The Value of Experimentation in Improving Health Care in America–Blog by Carolyn Pare, Action Group president and CEO

“What is the point of being alive if you don’t at least try to do something remarkable?”

John Green, best-selling author and one-half of the vlogbrothers*

For as many years as I have been working with the Action Group, first as an employer Board member and then as president and CEO, people from around the country have said to me, “You’re from Planet Minnesota. We can’t pursue the same reform opportunities in health care here (e.g., Texas, New York, Pennsylvania…) because our market is different.” My response is always the same: While tactics might need to be different because health care solutions work best when adapted to local values, culture, political climates, and community needs, ALL of us have the capacity to influence positive change through vision, political will, leadership, and tenacity.

So, it was with great optimism, interest and enthusiasm that I read of the Amazon, Berkshire Hathaway, JPMorgan Chase announcement about plans to create an independent company that will rein in health care costs for their employees. This is exactly what was happening in Minnesota when I first got involved in health care. Leaders of large corporations based in the Twin Cities took a very bold and different approach to health care purchasing.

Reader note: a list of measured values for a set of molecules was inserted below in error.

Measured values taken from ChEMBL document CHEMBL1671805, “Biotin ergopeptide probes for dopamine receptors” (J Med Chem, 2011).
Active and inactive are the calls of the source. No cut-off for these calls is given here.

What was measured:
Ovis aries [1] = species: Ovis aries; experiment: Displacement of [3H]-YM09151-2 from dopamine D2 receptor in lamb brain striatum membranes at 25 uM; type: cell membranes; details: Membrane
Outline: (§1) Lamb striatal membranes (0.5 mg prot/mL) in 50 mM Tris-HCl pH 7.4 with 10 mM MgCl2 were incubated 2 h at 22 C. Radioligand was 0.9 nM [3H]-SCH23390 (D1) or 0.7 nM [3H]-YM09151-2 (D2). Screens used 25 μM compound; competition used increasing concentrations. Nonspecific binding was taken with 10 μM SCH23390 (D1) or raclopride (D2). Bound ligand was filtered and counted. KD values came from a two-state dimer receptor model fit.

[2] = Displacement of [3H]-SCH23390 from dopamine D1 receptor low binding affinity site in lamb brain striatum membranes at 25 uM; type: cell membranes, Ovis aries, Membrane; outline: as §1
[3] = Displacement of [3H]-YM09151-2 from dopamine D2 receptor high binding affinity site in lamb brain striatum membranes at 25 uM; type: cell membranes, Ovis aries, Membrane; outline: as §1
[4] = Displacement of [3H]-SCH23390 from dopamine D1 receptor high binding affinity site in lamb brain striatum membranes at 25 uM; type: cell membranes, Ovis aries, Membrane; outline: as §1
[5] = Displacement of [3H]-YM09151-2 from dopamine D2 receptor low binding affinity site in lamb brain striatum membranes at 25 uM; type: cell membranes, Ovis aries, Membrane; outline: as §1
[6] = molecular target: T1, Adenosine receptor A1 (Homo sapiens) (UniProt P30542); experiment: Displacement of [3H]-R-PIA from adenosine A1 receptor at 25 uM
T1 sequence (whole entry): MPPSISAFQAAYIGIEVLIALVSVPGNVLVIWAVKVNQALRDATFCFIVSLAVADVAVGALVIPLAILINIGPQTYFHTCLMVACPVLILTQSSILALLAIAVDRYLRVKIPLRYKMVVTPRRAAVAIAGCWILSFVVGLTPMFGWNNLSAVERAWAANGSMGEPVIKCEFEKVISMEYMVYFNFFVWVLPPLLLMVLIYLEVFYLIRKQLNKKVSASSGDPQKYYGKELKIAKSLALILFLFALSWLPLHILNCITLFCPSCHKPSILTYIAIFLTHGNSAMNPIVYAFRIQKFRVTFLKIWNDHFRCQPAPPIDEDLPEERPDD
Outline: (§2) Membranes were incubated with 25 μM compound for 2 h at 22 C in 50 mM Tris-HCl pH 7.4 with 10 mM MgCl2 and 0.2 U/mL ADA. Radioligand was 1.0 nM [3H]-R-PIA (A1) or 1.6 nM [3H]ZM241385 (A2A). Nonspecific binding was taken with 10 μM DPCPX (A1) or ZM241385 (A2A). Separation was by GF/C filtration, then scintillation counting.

Bottom line? Local executives and benefits professionals wanted to quit chasing year-over-year savings by switching to cheaper plans and, instead, find a way to pay health care providers (doctors) based on quality outcomes and solid, high-value relationships with patients (their employees). The result was a program called Choice Plus.

Value-based purchasing. Patient-reported outcomes. Transparent pricing. Quality ratings. Consumer-directed health care. Vertically integrated delivery systems. Total cost of care. Nationwide, all of these themes are now in play in one form or another in public and commercial sectors.  And, while I want to be careful not to overstate, I also want to be sure people understand that it was through the groundbreaking work of some very visionary and courageous corporate leaders, IN MINNESOTA, that these concepts became both tactics and products across the country. Yes, it took years, but it took. And even though affordability is becoming a bigger issue than ever, we know what we can do. What we now need is the political will.

Lessons learned

As the new employer group moves forward to reduce cost and improve value in health care, I hope they can use a few lessons we learned during our journey:

At The Action Group, we will continue to keep our sites set on improving life here on Planet Minnesota — and far beyond. We will do this by remaining singularly focused on health care, uniting employers around common issues, amplifying the voice of those who write the checks for health care, and improving patient experience and outcomes.

Together with our members and with all vested stakeholders, we will flex our political will and accomplish more than any of us can alone, just as our founding members envisioned.

From the Archives:

*John Green Health Care Vlogs:

Carolyn Pare is the President and CEO of the Minnesota Health Action Group.